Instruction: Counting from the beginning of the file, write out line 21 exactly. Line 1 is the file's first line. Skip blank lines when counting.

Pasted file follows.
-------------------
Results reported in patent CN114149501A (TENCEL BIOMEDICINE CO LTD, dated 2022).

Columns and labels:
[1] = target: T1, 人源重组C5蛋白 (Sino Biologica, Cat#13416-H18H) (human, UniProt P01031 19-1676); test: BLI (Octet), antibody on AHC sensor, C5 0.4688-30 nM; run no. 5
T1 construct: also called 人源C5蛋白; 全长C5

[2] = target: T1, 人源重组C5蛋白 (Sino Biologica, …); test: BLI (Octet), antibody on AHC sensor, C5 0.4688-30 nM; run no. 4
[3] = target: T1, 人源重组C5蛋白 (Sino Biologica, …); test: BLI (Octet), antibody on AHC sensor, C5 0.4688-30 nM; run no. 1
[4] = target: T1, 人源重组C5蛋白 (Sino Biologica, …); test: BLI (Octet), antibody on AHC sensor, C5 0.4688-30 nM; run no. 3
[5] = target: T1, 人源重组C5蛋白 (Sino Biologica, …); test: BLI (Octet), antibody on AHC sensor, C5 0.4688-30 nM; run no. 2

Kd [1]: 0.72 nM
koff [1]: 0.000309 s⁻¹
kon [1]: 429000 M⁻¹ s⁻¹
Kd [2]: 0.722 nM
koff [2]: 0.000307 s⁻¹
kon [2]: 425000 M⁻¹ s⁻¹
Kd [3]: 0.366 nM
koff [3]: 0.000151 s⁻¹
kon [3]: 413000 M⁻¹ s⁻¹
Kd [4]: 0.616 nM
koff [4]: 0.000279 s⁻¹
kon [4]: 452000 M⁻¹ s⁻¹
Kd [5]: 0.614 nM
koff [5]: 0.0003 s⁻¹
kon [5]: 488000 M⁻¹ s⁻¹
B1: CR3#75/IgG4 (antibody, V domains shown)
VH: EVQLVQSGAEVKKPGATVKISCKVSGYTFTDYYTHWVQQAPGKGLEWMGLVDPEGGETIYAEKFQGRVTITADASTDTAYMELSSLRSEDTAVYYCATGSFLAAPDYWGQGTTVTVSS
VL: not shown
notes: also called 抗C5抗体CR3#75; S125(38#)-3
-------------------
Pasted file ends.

Kd [5]: 0.614 nM